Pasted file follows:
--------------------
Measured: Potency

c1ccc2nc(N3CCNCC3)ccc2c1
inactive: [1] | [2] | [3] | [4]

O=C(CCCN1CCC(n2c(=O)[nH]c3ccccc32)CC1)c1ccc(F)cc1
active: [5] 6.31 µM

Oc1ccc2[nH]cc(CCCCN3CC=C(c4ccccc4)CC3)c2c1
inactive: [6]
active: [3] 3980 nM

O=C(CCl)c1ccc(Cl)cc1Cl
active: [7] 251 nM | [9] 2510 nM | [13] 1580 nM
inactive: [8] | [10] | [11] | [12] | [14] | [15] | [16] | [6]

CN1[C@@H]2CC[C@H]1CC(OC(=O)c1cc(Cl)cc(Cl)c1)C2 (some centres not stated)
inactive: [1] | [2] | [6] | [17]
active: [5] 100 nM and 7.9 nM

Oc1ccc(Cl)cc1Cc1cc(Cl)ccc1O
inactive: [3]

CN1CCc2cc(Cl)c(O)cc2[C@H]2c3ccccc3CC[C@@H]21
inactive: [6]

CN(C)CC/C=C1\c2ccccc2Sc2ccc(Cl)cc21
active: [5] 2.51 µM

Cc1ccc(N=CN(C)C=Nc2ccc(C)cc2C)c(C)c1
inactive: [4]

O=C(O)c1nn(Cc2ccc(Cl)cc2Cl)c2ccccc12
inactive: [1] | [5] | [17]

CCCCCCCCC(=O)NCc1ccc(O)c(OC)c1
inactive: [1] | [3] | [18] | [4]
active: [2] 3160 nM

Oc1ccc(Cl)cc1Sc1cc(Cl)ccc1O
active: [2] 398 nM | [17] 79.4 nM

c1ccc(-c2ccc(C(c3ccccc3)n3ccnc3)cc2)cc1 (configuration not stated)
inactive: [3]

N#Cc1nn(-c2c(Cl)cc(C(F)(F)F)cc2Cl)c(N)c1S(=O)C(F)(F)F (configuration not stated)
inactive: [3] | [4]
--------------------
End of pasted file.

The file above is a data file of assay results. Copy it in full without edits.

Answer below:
Measured: Potency

c1ccc2nc(N3CCNCC3)ccc2c1
inactive: [1] | [2] | [3] | [4]

O=C(CCCN1CCC(n2c(=O)[nH]c3ccccc32)CC1)c1ccc(F)cc1
active: [5] 6.31 µM

Oc1ccc2[nH]cc(CCCCN3CC=C(c4ccccc4)CC3)c2c1
inactive: [6]
active: [3] 3980 nM

O=C(CCl)c1ccc(Cl)cc1Cl
active: [7] 251 nM | [9] 2510 nM | [13] 1580 nM
inactive: [8] | [10] | [11] | [12] | [14] | [15] | [16] | [6]

CN1[C@@H]2CC[C@H]1CC(OC(=O)c1cc(Cl)cc(Cl)c1)C2 (some centres not stated)
inactive: [1] | [2] | [6] | [17]
active: [5] 100 nM and 7.9 nM

Oc1ccc(Cl)cc1Cc1cc(Cl)ccc1O
inactive: [3]

CN1CCc2cc(Cl)c(O)cc2[C@H]2c3ccccc3CC[C@@H]21
inactive: [6]

CN(C)CC/C=C1\c2ccccc2Sc2ccc(Cl)cc21
active: [5] 2.51 µM

Cc1ccc(N=CN(C)C=Nc2ccc(C)cc2C)c(C)c1
inactive: [4]

O=C(O)c1nn(Cc2ccc(Cl)cc2Cl)c2ccccc12
inactive: [1] | [5] | [17]

CCCCCCCCC(=O)NCc1ccc(O)c(OC)c1
inactive: [1] | [3] | [18] | [4]
active: [2] 3160 nM

Oc1ccc(Cl)cc1Sc1cc(Cl)ccc1O
active: [2] 398 nM | [17] 79.4 nM

c1ccc(-c2ccc(C(c3ccccc3)n3ccnc3)cc2)cc1 (configuration not stated)
inactive: [3]

N#Cc1nn(-c2c(Cl)cc(C(F)(F)F)cc2Cl)c(N)c1S(=O)C(F)(F)F (configuration not stated)
inactive: [3] | [4]